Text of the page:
In the distant past of the northern British Isles, ancient humans didn’t always dwell on dry land. Across Scotland, Ireland, and Wales, the foundations of thousands of mysterious artificial islands survive to this day: called crannogs, these strange structures were built long ago by prehistoric hands, in the chilly waters of rivers, lakes, and sea inlets.
Exactly how long ago these things were shaped is something that’s never been fully understood. Traditionally, archaeologists estimated Scottish crannogs emerged no earlier than the Iron Age, being first constructed around 800 BCE.
But in more recent years, evidence has come to light that these engineered structures could be much more ancient, and a new study confirms the formations are actually thousands of years older than we realised.
Using radiocarbon dating of four sites located in the Outer Hebrides (the Western Isles of Scotland), researchers have discovered ancient crannogs dating back to 3640–3360 BCE, meaning early humans were building these giant artificial islands roughly 5,500 years ago, pre-dating even the construction of Stonehenge.
“These crannogs represent a monumental effort made thousands of years ago to build mini-islands by piling up many tonnes of rocks on the loch bed,” says archaeologist Fraser Sturt from the University of Southampton.
It’s not the first time archaeologists have wondered whether crannogs could have Neolithic origins. Excavations in the 1980s at the crannog Eilean Dòmhnuill suggested it could date back thousands of years, but for decades no other comparably ancient specimens were located.
Things changed in 2012, when former Royal Navy diver Chris Murray, who was a resident of the Scottish Isle of Lewis, became intrigued by a crannog in the waters of Loch Arnish.
Diving beside the remnants of the weathered platform, Murray made a totally unexpected discovery: hidden beneath the lake’s surface around the engineered island, he found a scattered collection of remarkably well-preserved Early/Middle Neolithic pots lying on the loch bed.
Working with Sturt and other researchers, the team investigated Loch Arnish and several other crannogs – some of which had not previously been identified in archaeological records and were located using Google Earth.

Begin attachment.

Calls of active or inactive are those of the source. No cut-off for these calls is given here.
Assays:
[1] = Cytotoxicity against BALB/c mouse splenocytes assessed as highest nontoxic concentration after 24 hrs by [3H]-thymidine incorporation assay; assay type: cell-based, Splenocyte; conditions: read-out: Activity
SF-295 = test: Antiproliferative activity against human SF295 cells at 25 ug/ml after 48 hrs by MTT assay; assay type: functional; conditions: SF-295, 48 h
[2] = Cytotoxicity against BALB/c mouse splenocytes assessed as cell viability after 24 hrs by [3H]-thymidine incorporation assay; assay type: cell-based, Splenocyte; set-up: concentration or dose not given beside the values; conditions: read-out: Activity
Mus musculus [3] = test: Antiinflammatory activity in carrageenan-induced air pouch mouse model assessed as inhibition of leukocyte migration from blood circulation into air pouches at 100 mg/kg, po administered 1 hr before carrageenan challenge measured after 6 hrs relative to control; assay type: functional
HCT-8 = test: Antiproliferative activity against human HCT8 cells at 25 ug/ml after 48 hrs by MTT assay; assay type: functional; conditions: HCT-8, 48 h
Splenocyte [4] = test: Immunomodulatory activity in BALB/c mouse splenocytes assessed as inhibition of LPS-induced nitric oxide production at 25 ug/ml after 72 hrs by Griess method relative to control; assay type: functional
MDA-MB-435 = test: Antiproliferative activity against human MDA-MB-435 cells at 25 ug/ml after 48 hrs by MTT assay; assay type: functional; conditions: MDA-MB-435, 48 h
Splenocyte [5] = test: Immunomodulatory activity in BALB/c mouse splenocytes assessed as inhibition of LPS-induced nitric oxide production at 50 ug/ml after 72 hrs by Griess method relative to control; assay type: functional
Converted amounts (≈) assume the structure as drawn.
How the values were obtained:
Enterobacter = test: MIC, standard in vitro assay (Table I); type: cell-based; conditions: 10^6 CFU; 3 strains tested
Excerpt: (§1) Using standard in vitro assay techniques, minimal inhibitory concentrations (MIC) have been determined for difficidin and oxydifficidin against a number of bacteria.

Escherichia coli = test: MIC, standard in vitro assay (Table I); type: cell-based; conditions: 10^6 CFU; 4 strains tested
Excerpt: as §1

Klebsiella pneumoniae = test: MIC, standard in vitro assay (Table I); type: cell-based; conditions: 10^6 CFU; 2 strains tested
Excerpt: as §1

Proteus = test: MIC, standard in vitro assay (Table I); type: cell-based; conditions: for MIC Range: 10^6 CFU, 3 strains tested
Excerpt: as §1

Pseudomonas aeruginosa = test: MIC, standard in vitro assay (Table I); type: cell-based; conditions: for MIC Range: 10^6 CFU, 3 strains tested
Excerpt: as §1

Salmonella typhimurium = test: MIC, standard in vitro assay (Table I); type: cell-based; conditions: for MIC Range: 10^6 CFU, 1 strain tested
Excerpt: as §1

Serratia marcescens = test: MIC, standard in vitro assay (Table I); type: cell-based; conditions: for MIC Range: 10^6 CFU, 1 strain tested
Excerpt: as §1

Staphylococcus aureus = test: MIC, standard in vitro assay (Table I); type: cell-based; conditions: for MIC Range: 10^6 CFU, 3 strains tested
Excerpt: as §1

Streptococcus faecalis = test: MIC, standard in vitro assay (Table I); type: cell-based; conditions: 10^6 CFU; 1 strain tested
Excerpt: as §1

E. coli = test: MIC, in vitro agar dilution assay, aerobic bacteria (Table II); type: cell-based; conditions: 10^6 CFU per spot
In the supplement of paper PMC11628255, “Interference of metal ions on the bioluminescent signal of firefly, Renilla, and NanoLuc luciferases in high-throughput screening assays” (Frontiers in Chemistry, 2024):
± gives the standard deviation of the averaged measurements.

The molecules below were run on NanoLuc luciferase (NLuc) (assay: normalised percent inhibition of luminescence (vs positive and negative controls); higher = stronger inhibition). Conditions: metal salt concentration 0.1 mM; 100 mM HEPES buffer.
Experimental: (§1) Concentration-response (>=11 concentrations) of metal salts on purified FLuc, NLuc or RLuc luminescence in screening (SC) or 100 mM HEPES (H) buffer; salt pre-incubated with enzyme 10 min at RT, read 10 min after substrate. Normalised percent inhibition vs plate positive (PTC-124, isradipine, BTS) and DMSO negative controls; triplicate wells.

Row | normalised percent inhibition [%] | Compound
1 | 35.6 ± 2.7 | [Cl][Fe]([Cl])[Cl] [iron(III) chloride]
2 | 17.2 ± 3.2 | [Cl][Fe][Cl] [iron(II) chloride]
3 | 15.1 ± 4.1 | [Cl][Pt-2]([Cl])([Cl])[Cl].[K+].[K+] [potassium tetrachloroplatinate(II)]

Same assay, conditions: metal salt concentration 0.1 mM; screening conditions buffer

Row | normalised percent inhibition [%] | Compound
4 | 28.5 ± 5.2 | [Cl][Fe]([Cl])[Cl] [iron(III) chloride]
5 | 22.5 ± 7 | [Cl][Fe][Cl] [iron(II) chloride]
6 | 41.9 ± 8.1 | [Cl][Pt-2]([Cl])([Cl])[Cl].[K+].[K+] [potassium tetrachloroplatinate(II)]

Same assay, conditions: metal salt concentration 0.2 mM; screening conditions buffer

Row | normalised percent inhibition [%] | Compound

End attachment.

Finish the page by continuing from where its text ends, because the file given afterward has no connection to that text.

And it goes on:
In total, the researchers discovered over 200 Neolithic ceramic vessels discarded from five crannogs – evidence of an extensive and arcane cultural practice we never knew about until now.
“Survey and excavation of these sites has demonstrated – for the first time –that crannogs were a widespread feature of the Neolithic and that they may have been special locations, as evidenced by the deposition of material culture into the surrounding water,” the researchers report in a new paper.
“These findings challenge current conceptualisations of Neolithic settlement, monumentality and depositional practice, while suggesting that other ‘undated’ crannogs across Scotland and Ireland could potentially have Neolithic origins.”
The site investigations, which encompassed a mixture of underwater and aerial surveying, plus excavations and radiocarbon analysis, revealed clear evidence the crannogs were human-made. The ancient builders created the structures by piling up boulders to make artificial islets.
At one of the sites, Loch Bhorgastail, ancient timbers were also observed around the edges of the crannog, thought to have been placed to increase the stability of the rock structure.
Sometimes, a stone causeway leads out to the island; at other sites, no causeway seems to exist, suggesting the crannog might have been accessed by boat, or perhaps a wooden bridge.
While no other timber evidence remains at any of the sites, it’s thought the crannogs may have borne wooden structures and dwellings built on top of them, from which ancient pottery was once hurled – and not, it seems, by accident.
“The quantities of material now identified around several sites, and the position of these vessels in relation to the islets, suggests that pots were intentionally deposited into the water,” the researchers write.
“Many vessels had substantial sooting on their external surfaces, and some had internal charred residues; they had clearly been used before deposition.”
As for what these ancient disposals into the loch signified, and the other purposes of the crannogs may have had, we don’t know.
But given the amount of work that must have gone into creating these giant structures – engineered with stones weighing up to 250 kilograms (550 lbs) a piece – it’s clear they must have had some unique importance to the prehistoric community who once inhabited these mysterious spaces.
Perhaps the crannogs were reserved for important celebratory feasts, or used in mortuary rituals, with the watery backdrop of the loch somehow framing the otherness of these long-ago gatherings.
“They would have required a huge investment of labour to build and probably remained significant places for a long time,” the researchers explain.
“These islets could also have been perceived as special places, their watery surroundings creating separation from everyday life. The process of crossing over to the islets may have emphasised this separation; the practices that took place on them do appear to have been very different from those of ‘normal’ life.”
The findings are reported in Antiquity.